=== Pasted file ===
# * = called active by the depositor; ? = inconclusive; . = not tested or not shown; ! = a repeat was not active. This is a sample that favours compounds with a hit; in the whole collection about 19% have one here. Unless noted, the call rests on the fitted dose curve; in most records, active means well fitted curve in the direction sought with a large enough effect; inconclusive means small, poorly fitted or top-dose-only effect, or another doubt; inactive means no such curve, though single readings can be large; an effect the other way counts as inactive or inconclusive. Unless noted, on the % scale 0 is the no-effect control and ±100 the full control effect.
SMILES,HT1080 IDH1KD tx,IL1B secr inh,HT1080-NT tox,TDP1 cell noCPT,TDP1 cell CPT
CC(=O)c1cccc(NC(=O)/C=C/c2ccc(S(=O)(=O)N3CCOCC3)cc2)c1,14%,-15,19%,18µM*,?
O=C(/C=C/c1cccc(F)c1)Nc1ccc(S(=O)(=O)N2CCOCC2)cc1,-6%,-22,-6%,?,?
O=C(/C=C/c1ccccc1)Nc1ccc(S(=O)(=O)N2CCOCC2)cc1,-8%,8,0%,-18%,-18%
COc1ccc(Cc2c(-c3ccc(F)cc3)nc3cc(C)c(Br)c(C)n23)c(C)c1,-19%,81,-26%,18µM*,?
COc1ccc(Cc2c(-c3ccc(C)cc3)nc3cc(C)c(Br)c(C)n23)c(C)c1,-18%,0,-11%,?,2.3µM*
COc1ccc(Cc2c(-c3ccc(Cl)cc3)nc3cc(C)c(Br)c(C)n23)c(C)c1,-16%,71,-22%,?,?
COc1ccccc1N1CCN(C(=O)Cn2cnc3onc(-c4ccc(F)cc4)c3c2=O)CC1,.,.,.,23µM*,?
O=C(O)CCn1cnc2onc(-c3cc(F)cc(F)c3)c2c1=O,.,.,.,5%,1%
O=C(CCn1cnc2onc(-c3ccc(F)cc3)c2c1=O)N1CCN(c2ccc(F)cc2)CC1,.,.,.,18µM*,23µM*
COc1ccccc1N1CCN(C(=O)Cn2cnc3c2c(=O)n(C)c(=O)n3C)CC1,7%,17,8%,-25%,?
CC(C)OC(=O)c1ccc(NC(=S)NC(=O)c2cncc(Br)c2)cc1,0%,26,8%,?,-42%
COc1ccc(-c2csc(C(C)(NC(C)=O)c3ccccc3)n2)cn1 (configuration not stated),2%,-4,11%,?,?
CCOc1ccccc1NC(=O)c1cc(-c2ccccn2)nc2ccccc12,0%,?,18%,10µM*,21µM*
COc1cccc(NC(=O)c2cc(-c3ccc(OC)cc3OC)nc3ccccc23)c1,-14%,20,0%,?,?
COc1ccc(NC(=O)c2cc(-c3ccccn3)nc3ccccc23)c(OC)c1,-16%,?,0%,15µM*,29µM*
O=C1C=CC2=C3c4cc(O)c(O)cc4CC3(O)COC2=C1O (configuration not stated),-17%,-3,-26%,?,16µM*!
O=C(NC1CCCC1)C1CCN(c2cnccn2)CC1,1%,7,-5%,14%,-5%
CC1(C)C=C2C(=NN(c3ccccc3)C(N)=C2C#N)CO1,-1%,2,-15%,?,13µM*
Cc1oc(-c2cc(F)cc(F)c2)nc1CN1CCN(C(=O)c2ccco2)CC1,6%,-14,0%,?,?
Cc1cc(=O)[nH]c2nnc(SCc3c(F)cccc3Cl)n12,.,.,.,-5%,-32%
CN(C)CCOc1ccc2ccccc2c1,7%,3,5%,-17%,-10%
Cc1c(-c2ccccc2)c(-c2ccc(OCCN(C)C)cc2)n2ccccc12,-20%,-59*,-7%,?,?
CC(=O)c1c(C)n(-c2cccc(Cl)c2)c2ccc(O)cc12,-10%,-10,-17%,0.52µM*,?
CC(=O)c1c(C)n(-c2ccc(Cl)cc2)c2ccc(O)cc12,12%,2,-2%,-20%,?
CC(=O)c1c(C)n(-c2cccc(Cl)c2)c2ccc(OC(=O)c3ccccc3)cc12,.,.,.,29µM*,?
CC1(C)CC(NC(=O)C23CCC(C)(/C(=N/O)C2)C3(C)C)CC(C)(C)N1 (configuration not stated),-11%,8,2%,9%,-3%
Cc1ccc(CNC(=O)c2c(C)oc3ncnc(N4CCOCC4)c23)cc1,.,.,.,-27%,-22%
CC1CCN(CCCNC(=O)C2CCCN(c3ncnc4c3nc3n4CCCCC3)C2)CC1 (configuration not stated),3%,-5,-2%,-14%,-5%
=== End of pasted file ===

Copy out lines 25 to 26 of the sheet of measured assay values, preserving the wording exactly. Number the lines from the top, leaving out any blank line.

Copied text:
CC(=O)c1c(C)n(-c2cccc(Cl)c2)c2ccc(O)cc12,-10%,-10,-17%,0.52µM*,?
CC(=O)c1c(C)n(-c2ccc(Cl)cc2)c2ccc(O)cc12,12%,2,-2%,-20%,?